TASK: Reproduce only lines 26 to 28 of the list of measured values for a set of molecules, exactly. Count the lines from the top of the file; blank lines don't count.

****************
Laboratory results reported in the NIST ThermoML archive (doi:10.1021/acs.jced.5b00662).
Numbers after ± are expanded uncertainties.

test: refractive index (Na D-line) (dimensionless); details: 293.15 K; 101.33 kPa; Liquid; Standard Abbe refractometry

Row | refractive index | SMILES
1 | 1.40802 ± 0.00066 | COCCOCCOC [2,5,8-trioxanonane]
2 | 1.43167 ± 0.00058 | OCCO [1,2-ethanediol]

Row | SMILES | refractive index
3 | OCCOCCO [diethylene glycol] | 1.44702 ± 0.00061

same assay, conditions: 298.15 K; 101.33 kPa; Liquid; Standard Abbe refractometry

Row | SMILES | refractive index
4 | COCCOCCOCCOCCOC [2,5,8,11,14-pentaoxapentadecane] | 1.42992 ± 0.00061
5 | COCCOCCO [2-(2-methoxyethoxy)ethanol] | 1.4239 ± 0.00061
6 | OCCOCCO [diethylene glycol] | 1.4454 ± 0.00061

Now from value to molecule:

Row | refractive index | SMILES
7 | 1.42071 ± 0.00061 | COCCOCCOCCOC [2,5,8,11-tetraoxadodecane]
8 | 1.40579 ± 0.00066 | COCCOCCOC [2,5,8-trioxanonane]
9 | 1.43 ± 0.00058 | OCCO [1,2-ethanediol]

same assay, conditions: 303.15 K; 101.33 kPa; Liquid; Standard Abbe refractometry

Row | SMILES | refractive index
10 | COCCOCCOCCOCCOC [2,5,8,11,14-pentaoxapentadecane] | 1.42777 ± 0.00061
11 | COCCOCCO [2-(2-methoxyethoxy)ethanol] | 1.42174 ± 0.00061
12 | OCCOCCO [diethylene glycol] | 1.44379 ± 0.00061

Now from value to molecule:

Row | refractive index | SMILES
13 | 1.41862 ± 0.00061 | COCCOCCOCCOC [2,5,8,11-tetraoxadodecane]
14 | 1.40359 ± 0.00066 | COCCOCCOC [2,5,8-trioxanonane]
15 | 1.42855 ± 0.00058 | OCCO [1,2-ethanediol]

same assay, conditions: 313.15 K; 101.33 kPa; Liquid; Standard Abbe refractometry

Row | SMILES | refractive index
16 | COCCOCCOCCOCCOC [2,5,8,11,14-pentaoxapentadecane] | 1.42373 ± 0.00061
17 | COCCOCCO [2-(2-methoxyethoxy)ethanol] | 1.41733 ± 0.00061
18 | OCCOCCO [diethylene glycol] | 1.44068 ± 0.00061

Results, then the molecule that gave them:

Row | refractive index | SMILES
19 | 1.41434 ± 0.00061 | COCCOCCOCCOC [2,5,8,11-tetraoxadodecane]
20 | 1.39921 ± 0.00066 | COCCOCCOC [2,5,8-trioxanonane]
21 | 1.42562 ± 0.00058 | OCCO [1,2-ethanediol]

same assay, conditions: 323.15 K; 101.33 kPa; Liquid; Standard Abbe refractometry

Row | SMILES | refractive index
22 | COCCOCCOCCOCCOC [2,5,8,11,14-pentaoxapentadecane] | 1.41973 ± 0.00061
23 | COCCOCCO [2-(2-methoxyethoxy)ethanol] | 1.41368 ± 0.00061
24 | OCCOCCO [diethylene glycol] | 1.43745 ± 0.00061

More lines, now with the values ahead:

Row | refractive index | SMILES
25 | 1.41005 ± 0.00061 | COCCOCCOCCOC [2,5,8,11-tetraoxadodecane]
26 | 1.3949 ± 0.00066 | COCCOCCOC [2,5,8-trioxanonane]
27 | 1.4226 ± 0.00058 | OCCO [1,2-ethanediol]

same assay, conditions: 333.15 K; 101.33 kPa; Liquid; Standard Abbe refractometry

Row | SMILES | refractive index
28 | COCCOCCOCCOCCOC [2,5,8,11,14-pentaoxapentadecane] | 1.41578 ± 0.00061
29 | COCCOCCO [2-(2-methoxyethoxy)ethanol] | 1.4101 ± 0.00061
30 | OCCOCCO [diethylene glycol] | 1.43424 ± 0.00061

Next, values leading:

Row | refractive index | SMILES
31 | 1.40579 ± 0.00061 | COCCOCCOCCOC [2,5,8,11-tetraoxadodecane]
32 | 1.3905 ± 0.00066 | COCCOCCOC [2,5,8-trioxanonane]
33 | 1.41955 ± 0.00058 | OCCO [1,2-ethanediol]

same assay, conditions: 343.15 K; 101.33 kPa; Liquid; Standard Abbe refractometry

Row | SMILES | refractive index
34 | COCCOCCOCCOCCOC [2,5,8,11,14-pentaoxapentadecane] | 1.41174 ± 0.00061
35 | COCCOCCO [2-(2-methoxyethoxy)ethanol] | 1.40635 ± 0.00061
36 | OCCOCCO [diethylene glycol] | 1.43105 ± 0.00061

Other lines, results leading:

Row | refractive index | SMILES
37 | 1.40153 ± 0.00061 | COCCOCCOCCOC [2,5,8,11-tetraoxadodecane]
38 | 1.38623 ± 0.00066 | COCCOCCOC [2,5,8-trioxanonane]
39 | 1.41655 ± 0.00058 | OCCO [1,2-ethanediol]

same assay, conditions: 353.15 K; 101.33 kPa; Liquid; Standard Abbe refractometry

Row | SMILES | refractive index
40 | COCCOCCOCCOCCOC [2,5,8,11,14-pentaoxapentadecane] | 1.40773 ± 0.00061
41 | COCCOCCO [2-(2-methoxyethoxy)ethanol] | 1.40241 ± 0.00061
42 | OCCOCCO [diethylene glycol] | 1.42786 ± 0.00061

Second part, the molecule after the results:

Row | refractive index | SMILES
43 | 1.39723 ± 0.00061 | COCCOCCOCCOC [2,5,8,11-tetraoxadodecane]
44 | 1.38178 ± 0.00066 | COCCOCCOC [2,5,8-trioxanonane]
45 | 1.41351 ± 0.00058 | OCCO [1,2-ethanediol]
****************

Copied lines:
13 | 1.41862 ± 0.00061 | COCCOCCOCCOC [2,5,8,11-tetraoxadodecane]
14 | 1.40359 ± 0.00066 | COCCOCCOC [2,5,8-trioxanonane]
15 | 1.42855 ± 0.00058 | OCCO [1,2-ethanediol]